Highways a target 'if return is right'

PUBLISHED : Saturday, 24 August, 2002, 12:00am
UPDATED : Saturday, 24 August, 2002, 12:00am

Anhui province is planning to build three highways in the next three years to help link the mainland's western regions with the east.

The cost of the project, part of China's 10th five-year plan, is estimated at 13.2 billion yuan (about HK$12.3 billion).

The chairman of H-share Anhui Expressway, Wang Shui, said the government had earmarked about 10 billion yuan a year to build highways between 2000 and 2005, so his company had ample opportunities to obtain management rights.

'We will target those projects which have an estimated return rate of 15 per cent,' he said.

The company, which is backed by the Anhui provincial government, already manages a number of highways in the province. It enjoys the advantage of being the preferred buyer of the rights.

The three highways to be built in the next three years are: a 220km highway linking Nanjing, the provincial capital of Jiangsu province, to Maanshan, Wuhu and Tongling in Anhui along the Yangtze River; a 120km highway connecting Bengbu and Nanjing; and a 100km highway from Fuyang to Bengbu.

About 400km of highways are under construction in Anhui, and a further 1,000km are on the drawing boards for the next three years.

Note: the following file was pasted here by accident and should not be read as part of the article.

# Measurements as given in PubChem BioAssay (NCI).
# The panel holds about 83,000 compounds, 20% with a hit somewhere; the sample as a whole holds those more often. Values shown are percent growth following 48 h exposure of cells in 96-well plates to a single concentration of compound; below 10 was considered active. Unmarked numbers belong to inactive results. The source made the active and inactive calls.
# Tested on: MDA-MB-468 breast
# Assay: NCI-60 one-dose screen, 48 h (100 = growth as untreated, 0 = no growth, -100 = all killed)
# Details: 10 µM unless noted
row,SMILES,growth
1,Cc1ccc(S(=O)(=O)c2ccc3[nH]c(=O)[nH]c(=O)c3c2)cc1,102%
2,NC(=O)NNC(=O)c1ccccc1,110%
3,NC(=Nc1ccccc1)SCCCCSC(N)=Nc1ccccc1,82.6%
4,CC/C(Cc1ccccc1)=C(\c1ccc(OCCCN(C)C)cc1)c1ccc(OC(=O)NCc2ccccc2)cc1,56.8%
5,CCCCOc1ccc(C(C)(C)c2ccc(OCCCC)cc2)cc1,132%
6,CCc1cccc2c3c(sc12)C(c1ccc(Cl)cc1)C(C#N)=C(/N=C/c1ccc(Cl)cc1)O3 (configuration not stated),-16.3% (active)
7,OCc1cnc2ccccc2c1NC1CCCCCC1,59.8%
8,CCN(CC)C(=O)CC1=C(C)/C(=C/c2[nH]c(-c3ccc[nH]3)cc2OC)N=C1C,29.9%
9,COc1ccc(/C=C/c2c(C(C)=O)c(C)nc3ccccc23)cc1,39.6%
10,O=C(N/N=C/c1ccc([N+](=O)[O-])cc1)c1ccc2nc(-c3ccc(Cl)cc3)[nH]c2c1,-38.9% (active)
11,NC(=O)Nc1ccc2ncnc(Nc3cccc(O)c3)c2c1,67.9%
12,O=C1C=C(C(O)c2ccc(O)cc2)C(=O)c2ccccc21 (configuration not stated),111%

Anhui Expressway has yet to decide which of the new highways it will acquire. It usually acquires the rights to manage highways from its government-backed parent Anhui Expressway Holdings, or the province's Transportation Bureau.

Other possible acquisition targets include a 13km, 300 million yuan segment of an expressway linking Anhui's provincial capital, Hefei, with Hangzhou, the provincial capital of Zhejiang, and a 160km, 3.7 billion yuan highway between Anqing and Hefei.

Anhui Expressway has applied to the China Securities Regulatory Commission to issue up to 250 million A shares in an initial public offering on the Shanghai stock market to finance the acquisition of an expressway section that will help link the port of Lianyungang, on China's eastern coast, and Huoerguosi on the Sino-Russian border in Xinjiang.